The Times reports Whitefish Energy Holding's contract with the Puerto Rico Electric Power Authority (PREPA) allowed it to charge at a rate that was "almost 17 times the average salary of their counterparts in Puerto Rico" while paying electrical workers from Kissimmee $42 per hour plus overtime.
Mammoth Energy has 250 linemen in Puerto Rico rebuilding the power lines at the rate of $4,000 each per day. According to the latest official figures, capacity is now back up to nearly 48%, after the Puerto Rico Electric Power Authority (PREPA) fixed it. Documents indicate that Whitefish would still keep one dollar of every two it billed Prepa, the Washington Post reported Tuesday. A spokesman for Whitefish, Chris Chiames, defended the costs, saying that "simply looking at the rate differential does not take into account Whitefish's overhead costs", which were built into the rate.
"The rates in the contract were fairly negotiated between Prepa and the company and were based on the mutual knowledge about the difficulty of the work and associated risks", Chiames told the Times. And as part of our union contract, for storm work we are required to pay overtime 100% of the time.
The Times spoke to six electrical workers from Kissimmee, Fla., who are now working on bringing electricity back to the island. The Cobra contract was signed just a few days after the Whitefish contract, and PREPA put down a $15 million deposit to start work on the grid, even though the contract didn't go through a bidding process. Reasons for criticism were varied.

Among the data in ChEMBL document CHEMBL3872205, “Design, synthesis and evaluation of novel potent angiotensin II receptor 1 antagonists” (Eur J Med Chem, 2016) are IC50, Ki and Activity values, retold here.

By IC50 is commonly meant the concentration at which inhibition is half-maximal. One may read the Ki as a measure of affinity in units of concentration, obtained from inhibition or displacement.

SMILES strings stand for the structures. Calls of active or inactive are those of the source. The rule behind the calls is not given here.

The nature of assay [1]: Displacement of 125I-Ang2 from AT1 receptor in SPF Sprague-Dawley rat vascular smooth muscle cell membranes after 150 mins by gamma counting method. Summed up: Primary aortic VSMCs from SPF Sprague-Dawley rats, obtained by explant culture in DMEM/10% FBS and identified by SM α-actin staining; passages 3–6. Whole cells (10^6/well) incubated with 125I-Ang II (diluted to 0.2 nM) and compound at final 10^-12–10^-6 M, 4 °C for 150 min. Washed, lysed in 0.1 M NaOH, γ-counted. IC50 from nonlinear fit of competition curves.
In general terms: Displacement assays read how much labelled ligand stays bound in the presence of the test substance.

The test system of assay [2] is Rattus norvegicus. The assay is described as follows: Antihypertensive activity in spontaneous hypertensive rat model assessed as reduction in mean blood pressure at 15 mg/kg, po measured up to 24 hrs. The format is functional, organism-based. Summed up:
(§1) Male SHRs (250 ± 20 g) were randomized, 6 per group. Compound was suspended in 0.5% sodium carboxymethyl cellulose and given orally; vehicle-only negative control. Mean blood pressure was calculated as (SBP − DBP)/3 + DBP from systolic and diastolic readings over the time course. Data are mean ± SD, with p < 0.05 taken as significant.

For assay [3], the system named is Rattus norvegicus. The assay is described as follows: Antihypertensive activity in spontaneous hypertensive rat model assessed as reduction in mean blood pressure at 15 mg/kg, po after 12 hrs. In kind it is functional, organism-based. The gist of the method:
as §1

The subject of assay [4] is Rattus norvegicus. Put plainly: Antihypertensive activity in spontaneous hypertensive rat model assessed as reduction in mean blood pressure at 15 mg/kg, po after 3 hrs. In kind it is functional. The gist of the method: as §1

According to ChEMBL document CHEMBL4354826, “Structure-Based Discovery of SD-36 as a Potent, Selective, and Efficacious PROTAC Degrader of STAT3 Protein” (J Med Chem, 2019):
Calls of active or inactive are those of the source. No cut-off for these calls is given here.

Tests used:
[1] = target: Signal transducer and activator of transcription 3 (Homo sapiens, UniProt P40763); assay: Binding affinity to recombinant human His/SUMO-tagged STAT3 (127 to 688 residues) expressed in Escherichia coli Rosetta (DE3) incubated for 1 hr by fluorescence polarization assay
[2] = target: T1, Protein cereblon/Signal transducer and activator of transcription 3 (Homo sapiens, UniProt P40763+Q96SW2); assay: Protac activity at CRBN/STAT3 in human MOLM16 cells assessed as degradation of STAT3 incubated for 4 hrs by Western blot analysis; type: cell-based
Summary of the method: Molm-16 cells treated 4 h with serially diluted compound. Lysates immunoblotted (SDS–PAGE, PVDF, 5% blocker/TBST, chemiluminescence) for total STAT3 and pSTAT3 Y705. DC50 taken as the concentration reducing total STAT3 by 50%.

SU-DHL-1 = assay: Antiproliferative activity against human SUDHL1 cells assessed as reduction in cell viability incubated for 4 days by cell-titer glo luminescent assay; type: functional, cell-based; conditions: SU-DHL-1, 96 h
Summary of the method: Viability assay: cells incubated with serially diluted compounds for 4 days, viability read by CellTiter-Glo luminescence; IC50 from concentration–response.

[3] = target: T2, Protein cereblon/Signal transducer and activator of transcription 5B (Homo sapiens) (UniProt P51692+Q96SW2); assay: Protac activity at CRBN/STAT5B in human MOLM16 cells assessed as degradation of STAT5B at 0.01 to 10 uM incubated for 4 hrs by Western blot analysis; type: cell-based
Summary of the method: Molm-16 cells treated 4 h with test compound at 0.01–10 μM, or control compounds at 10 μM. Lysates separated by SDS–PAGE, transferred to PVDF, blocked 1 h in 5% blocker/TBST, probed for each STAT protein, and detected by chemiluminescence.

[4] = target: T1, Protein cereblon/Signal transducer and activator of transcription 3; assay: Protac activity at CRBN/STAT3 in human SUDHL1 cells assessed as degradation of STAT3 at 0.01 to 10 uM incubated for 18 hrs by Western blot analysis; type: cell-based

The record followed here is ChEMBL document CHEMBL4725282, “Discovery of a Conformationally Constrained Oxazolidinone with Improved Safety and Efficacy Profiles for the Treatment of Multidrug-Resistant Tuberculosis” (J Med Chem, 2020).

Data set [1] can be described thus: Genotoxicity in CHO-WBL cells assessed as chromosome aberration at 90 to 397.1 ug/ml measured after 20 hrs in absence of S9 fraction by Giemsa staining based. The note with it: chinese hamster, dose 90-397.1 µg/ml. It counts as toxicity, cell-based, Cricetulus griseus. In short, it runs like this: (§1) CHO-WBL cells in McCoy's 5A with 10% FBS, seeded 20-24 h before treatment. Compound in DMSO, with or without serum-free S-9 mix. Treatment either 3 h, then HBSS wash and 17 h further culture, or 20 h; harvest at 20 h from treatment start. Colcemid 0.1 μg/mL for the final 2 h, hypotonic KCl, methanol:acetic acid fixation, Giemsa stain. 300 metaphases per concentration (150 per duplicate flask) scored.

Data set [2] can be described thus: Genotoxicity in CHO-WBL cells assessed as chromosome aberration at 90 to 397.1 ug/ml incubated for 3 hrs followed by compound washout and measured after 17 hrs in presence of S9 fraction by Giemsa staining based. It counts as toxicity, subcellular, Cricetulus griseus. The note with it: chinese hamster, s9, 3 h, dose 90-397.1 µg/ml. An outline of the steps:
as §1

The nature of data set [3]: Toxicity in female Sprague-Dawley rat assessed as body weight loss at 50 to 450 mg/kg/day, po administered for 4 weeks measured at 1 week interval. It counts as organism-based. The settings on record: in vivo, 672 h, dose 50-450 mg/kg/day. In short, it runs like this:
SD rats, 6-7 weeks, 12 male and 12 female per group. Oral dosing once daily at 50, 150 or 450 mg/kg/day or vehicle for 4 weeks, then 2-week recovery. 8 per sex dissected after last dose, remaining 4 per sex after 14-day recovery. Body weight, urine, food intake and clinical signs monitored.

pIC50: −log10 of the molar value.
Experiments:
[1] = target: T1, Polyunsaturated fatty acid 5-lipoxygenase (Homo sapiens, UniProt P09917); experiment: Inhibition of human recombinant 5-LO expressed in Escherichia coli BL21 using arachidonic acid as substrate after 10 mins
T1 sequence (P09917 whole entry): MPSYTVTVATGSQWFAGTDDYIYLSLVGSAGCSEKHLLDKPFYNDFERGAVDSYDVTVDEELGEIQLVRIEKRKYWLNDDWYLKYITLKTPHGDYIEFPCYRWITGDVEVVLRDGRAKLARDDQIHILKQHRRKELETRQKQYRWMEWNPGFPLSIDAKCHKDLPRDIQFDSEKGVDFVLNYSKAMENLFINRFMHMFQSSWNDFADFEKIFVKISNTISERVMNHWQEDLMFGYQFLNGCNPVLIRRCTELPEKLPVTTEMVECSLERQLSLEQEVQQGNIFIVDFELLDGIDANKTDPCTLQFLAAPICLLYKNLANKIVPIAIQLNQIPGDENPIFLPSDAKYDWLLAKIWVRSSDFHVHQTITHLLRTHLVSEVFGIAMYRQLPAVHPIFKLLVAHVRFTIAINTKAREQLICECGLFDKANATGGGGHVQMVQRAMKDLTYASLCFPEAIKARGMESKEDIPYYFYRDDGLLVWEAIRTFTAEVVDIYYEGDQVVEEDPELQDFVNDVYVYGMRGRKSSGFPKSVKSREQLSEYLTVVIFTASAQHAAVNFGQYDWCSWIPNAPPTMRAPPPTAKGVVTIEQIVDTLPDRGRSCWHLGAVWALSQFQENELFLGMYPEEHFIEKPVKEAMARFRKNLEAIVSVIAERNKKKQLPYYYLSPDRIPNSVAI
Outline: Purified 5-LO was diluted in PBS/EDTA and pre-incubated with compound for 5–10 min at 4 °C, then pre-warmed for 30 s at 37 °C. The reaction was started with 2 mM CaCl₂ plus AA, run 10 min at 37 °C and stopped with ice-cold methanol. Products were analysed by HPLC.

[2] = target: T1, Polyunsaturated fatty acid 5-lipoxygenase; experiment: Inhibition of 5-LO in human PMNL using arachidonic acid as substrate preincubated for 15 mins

That contract was cancelled after questions about how it received the contract when it emerged that it was based in the hometown of Interior Secretary Ryan Zinke, whose son once worked for Whitefish.
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More than half of Puerto Rico's power grid remains offline, seven weeks after Hurricane Maria caused massive damage to the US territory. The Department of the Interior and the company's chief executive both denied that anything inappropriate in relation to the contract had occurred. The deal is now being investigated by at least four congressional committees, the Department of Homeland Security's inspector-general, and the Federal Bureau of Investigation.
The contract was awarded shortly after Hurricane Maria slammed into Puerto Rico. Some areas affected by the Thursday outage had reportedly only enjoyed a return to electricity for less than a week before it once again disappeared.
Power company AEE Generation said Sunday that 47.8% was restored.
Last week, much of Puerto Rico, including its capital San Juan, experienced another major blackout after a major north-south transition line (repaired by Whitefish) energy had failed.
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